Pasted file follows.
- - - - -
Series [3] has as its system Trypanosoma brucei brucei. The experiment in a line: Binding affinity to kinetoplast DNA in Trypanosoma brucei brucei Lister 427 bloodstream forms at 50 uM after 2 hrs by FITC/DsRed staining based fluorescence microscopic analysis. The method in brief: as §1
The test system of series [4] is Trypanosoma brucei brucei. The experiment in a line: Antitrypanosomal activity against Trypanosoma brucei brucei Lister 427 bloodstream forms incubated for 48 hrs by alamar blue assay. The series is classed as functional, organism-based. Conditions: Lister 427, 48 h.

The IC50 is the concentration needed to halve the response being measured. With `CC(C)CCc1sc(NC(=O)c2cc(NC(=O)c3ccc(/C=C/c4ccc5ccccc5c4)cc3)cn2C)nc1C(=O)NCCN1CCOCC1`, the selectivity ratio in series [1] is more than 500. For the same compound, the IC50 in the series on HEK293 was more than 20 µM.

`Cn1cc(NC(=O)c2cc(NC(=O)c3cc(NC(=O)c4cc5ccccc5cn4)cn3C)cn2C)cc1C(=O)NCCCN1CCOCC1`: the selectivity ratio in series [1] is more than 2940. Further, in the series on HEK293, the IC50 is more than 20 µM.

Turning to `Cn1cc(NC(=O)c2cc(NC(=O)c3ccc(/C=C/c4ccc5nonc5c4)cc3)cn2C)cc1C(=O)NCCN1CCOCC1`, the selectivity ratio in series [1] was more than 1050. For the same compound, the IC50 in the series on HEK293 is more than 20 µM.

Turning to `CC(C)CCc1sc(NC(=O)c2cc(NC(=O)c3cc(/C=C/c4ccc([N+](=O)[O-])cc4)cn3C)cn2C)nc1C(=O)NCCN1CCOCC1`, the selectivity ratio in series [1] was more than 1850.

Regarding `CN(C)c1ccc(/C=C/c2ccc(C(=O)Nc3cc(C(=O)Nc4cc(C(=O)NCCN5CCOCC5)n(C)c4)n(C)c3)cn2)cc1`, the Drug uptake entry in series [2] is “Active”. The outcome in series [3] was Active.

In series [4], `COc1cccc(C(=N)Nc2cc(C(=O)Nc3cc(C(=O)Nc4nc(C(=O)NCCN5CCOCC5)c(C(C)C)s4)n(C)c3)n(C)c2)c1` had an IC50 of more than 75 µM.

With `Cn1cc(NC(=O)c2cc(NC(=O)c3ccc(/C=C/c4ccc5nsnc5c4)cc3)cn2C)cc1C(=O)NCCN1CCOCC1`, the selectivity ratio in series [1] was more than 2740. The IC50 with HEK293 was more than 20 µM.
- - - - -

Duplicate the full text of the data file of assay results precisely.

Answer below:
Series [3] has as its system Trypanosoma brucei brucei. The experiment in a line: Binding affinity to kinetoplast DNA in Trypanosoma brucei brucei Lister 427 bloodstream forms at 50 uM after 2 hrs by FITC/DsRed staining based fluorescence microscopic analysis. The method in brief: as §1
The test system of series [4] is Trypanosoma brucei brucei. The experiment in a line: Antitrypanosomal activity against Trypanosoma brucei brucei Lister 427 bloodstream forms incubated for 48 hrs by alamar blue assay. The series is classed as functional, organism-based. Conditions: Lister 427, 48 h.

The IC50 is the concentration needed to halve the response being measured. With `CC(C)CCc1sc(NC(=O)c2cc(NC(=O)c3ccc(/C=C/c4ccc5ccccc5c4)cc3)cn2C)nc1C(=O)NCCN1CCOCC1`, the selectivity ratio in series [1] is more than 500. For the same compound, the IC50 in the series on HEK293 was more than 20 µM.

`Cn1cc(NC(=O)c2cc(NC(=O)c3cc(NC(=O)c4cc5ccccc5cn4)cn3C)cn2C)cc1C(=O)NCCCN1CCOCC1`: the selectivity ratio in series [1] is more than 2940. Further, in the series on HEK293, the IC50 is more than 20 µM.

Turning to `Cn1cc(NC(=O)c2cc(NC(=O)c3ccc(/C=C/c4ccc5nonc5c4)cc3)cn2C)cc1C(=O)NCCN1CCOCC1`, the selectivity ratio in series [1] was more than 1050. For the same compound, the IC50 in the series on HEK293 is more than 20 µM.

Turning to `CC(C)CCc1sc(NC(=O)c2cc(NC(=O)c3cc(/C=C/c4ccc([N+](=O)[O-])cc4)cn3C)cn2C)nc1C(=O)NCCN1CCOCC1`, the selectivity ratio in series [1] was more than 1850.

Regarding `CN(C)c1ccc(/C=C/c2ccc(C(=O)Nc3cc(C(=O)Nc4cc(C(=O)NCCN5CCOCC5)n(C)c4)n(C)c3)cn2)cc1`, the Drug uptake entry in series [2] is “Active”. The outcome in series [3] was Active.

In series [4], `COc1cccc(C(=N)Nc2cc(C(=O)Nc3cc(C(=O)Nc4nc(C(=O)NCCN5CCOCC5)c(C(C)C)s4)n(C)c3)n(C)c2)c1` had an IC50 of more than 75 µM.

With `Cn1cc(NC(=O)c2cc(NC(=O)c3ccc(/C=C/c4ccc5nsnc5c4)cc3)cn2C)cc1C(=O)NCCN1CCOCC1`, the selectivity ratio in series [1] was more than 2740. The IC50 with HEK293 was more than 20 µM.